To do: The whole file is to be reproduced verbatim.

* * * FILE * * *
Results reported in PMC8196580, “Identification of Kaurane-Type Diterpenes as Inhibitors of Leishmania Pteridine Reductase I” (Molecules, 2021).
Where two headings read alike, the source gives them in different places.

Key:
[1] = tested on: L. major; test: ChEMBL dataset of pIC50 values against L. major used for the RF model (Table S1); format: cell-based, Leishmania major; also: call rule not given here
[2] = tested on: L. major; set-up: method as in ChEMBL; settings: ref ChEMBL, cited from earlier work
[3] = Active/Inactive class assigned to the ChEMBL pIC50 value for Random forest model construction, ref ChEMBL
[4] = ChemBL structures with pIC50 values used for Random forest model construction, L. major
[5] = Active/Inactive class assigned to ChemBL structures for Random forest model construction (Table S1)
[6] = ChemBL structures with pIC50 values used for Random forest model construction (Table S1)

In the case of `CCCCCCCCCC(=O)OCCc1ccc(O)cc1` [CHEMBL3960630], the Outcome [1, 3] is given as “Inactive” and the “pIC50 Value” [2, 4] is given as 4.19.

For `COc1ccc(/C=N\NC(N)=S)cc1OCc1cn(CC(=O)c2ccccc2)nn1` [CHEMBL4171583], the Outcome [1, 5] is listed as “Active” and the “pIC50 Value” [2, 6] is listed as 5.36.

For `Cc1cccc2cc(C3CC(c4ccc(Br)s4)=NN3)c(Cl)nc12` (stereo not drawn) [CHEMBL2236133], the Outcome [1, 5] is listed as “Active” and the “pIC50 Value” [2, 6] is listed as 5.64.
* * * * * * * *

Results reported in PMC8196580, “Identification of Kaurane-Type Diterpenes as Inhibitors of Leishmania Pteridine Reductase I” (Molecules, 2021).
Where two headings read alike, the source gives them in different places.

Key:
[1] = tested on: L. major; test: ChEMBL dataset of pIC50 values against L. major used for the RF model (Table S1); format: cell-based, Leishmania major; also: call rule not given here
[2] = tested on: L. major; set-up: method as in ChEMBL; settings: ref ChEMBL, cited from earlier work
[3] = Active/Inactive class assigned to the ChEMBL pIC50 value for Random forest model construction, ref ChEMBL
[4] = ChemBL structures with pIC50 values used for Random forest model construction, L. major
[5] = Active/Inactive class assigned to ChemBL structures for Random forest model construction (Table S1)
[6] = ChemBL structures with pIC50 values used for Random forest model construction (Table S1)

In the case of `CCCCCCCCCC(=O)OCCc1ccc(O)cc1` [CHEMBL3960630], the Outcome [1, 3] is given as “Inactive” and the “pIC50 Value” [2, 4] is given as 4.19.

For `COc1ccc(/C=N\NC(N)=S)cc1OCc1cn(CC(=O)c2ccccc2)nn1` [CHEMBL4171583], the Outcome [1, 5] is listed as “Active” and the “pIC50 Value” [2, 6] is listed as 5.36.

For `Cc1cccc2cc(C3CC(c4ccc(Br)s4)=NN3)c(Cl)nc12` (stereo not drawn) [CHEMBL2236133], the Outcome [1, 5] is listed as “Active” and the “pIC50 Value” [2, 6] is listed as 5.64.